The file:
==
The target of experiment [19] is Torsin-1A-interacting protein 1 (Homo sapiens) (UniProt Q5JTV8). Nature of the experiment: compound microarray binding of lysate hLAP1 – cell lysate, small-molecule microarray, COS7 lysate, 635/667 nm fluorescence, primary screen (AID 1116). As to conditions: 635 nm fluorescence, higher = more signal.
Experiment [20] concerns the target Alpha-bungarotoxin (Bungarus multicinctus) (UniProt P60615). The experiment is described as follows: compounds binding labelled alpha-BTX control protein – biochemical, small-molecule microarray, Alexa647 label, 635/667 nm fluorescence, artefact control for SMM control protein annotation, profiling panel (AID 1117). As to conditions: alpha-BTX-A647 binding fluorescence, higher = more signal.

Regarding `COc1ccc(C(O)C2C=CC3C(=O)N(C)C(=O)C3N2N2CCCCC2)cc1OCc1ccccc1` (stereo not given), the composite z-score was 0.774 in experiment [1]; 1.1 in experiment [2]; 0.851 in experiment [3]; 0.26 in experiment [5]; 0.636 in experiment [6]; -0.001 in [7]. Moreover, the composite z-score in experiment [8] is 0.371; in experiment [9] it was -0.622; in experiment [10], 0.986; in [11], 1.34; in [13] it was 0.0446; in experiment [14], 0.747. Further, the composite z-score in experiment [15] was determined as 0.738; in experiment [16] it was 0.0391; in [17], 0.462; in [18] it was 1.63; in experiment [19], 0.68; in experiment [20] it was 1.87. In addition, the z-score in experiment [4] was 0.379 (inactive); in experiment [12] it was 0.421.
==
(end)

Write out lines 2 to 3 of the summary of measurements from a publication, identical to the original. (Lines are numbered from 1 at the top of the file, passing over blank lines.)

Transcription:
Experiment [20] concerns the target Alpha-bungarotoxin (Bungarus multicinctus) (UniProt P60615). The experiment is described as follows: compounds binding labelled alpha-BTX control protein – biochemical, small-molecule microarray, Alexa647 label, 635/667 nm fluorescence, artefact control for SMM control protein annotation, profiling panel (AID 1117). As to conditions: alpha-BTX-A647 binding fluorescence, higher = more signal.

Regarding `COc1ccc(C(O)C2C=CC3C(=O)N(C)C(=O)C3N2N2CCCCC2)cc1OCc1ccccc1` (stereo not given), the composite z-score was 0.774 in experiment [1]; 1.1 in experiment [2]; 0.851 in experiment [3]; 0.26 in experiment [5]; 0.636 in experiment [6]; -0.001 in [7]. Moreover, the composite z-score in experiment [8] is 0.371; in experiment [9] it was -0.622; in experiment [10], 0.986; in [11], 1.34; in [13] it was 0.0446; in experiment [14], 0.747. Further, the composite z-score in experiment [15] was determined as 0.738; in experiment [16] it was 0.0391; in [17], 0.462; in [18] it was 1.63; in experiment [19], 0.68; in experiment [20] it was 1.87. In addition, the z-score in experiment [4] was 0.379 (inactive); in experiment [12] it was 0.421.